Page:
8bbce907 3b5e 4c8c be5c c64e6c780d63  birthday 2012
luvcookbooks

Meg is a trusted home cook.

added about 6 years ago

flying pigs will mailorder fabulous leaf lard. check the shop section on this web site.
one of the farmer's market meat sellers stocks suet but i can't remember the name. will check into this and get back to you. don't think butter would work for mincemeat, but let me know if you try it. love mincemeat made with suet, have suet in the freezer now... if only i could get to making the mincemeat, sigh...

8bbce907 3b5e 4c8c be5c c64e6c780d63  birthday 2012
luvcookbooks

Meg is a trusted home cook.

added about 6 years ago

just saw that you are thinking about using supermarket lard. please don't, it's a terrible mistake if you are going to all the trouble of making homemade mincemeat. the suet is great shredded, not rendered, for mincemeat. the meat in mincemeat is delicious and doesn't taste like meat. try it, you'll like it.

B9464ce6 76f7 41db a563 e5ad504521bf  2016 04 05 23 37 37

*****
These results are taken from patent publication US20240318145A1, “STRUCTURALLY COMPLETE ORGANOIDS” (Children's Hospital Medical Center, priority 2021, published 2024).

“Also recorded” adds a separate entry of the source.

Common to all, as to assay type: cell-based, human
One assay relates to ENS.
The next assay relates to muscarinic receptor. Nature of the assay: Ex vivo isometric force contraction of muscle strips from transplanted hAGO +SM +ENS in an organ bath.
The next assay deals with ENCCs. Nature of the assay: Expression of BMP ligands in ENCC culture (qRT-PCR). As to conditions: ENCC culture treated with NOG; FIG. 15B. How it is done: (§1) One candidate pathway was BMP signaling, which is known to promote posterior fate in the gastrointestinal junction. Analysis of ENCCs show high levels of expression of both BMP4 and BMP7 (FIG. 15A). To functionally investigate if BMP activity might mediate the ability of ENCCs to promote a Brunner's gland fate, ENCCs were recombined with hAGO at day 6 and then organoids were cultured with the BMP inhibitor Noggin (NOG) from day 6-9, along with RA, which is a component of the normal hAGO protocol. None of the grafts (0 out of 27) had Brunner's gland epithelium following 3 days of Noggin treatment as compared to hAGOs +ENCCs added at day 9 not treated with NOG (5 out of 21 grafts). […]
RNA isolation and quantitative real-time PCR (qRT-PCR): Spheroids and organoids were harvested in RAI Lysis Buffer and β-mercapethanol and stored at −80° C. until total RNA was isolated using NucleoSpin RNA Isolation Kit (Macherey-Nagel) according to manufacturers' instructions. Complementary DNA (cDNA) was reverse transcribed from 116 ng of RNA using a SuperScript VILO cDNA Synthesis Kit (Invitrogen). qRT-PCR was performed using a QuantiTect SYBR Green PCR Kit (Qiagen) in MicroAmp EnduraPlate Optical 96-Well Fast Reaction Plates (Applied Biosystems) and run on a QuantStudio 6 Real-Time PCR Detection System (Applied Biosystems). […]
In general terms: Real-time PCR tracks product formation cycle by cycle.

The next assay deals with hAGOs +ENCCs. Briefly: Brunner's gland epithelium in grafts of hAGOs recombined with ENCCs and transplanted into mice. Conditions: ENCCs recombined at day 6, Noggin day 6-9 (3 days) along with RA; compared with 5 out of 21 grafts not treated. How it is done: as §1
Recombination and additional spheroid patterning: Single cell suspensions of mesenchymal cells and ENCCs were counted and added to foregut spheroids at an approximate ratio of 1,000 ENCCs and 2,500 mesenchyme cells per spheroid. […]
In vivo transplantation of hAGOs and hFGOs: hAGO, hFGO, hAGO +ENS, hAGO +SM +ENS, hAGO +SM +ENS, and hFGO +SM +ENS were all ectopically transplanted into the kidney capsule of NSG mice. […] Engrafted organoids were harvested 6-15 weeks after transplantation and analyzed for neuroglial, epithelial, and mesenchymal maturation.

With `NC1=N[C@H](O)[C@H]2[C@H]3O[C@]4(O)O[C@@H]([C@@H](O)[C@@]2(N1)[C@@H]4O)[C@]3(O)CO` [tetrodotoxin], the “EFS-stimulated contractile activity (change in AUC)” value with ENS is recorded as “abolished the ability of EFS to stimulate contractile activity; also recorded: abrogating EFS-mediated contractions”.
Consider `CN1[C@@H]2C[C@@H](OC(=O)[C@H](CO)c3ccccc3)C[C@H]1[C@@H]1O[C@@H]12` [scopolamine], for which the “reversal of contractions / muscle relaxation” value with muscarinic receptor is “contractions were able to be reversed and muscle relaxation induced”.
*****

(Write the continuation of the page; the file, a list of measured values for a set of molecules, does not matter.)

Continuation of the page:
added about 6 years ago

It is pretty eAsy to find suet at the butchers and groceries this time of year. I am not sure you will get the same results with lard as you would with grated suet. If I were to sub I would look for pork fat back.

B3038408 42c1 4c18 b002 8441bee13ed3  new years kitchen hlc only
AntoniaJames

AntoniaJames is a trusted source on Bread/Baking.

added about 6 years ago

How about this? http://www.grasslandbeef...

Butter is a really bad idea because its melting point is so much lower than suet, so you end up with a greasy, heavy mess (or so they say . . . I've never tried it, but I researched it a few years ago when I wanted to make a Christmas pudding, but was in a ski town in Utah where no suet was to be found). ;o)

B3038408 42c1 4c18 b002 8441bee13ed3  new years kitchen hlc only
AntoniaJames

AntoniaJames is a trusted source on Bread/Baking.

added about 6 years ago

And yes, whatever you get, make sure the suet is shredded and not rendered because you need those solid bits of fat in the pudding during the cooking process to facilitate with its shape and texture. The suet is what makes all those lovely little holes in the pudding, once it's cooked (and after the suet has finally melted). Now I'm really in the mood to make a traditional pudding!!

23b88974 7a89 4ef5 a567 d442bb75da04  avatar
added about 6 years ago

Wow! what a lot of great info! Thanks.